Your motivation may help your spouse lose weight.
I have long felt that my wife did not necessarily help with my weight loss. Over the years, I have tried to lose weight to meet the standards required for my work and my family seems to lack the diligence to back up my efforts. When my spouse develops a medical condition or a food gives them headaches, I have to avoid them, but when my work requires that I maintain a certain level of health or a weight standard, I do not get the same level of support. The good news is that you should not let their level of support dissuade you from trying to be healthy, because, if you lose weight, your spouse will likely lose weight also. This will happen even if they aren’t on a weight loss plan.
A recent trial proved this very point. The study, published in February of 2018, examined this ripple effect in a nationally available weight management program1. The subjects included one hundred thirty couples that were randomized to Weight Watchers or to a self-guided control group. They were assessed at 0, 3, and six months intervals. Weight Watchers participants received six months of free access to in-person meetings and online tools. SG participants received a weight loss handout. Spouses did not receive treatment. The researchers found untreated spouses lost weight at three months and six months despite not receiving the intervention. Overall, 32.0% of untreated spouses lost over 3% of initial body weight by six months.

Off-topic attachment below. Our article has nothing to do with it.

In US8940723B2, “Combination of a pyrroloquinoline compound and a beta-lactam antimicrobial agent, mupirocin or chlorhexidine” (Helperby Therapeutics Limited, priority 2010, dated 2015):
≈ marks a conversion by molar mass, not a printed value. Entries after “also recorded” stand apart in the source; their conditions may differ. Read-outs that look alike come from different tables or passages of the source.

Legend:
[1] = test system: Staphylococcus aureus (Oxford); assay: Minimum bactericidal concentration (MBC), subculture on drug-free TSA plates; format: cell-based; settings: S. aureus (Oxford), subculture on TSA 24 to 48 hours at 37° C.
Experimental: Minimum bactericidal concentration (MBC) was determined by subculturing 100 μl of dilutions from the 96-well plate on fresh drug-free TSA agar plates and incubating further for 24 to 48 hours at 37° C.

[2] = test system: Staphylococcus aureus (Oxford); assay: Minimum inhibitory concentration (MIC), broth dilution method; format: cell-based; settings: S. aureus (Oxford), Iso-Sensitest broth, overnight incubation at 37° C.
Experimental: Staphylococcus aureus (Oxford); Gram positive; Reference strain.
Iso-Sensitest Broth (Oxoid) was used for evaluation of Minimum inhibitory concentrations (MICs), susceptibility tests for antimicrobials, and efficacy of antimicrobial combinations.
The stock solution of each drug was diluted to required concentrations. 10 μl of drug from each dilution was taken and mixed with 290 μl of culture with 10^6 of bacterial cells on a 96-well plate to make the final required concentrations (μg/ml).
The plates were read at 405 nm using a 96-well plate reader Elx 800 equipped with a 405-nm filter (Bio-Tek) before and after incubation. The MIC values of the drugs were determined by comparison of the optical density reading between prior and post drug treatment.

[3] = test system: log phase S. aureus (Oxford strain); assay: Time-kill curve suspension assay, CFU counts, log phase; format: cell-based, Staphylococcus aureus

Another study has shown similar effect2.
The bottom line: You can help your spouse by losing weight. Evidence of a ripple effect was found in untreated spouses, so keep losing weight, and it will help your spouse lose weight also.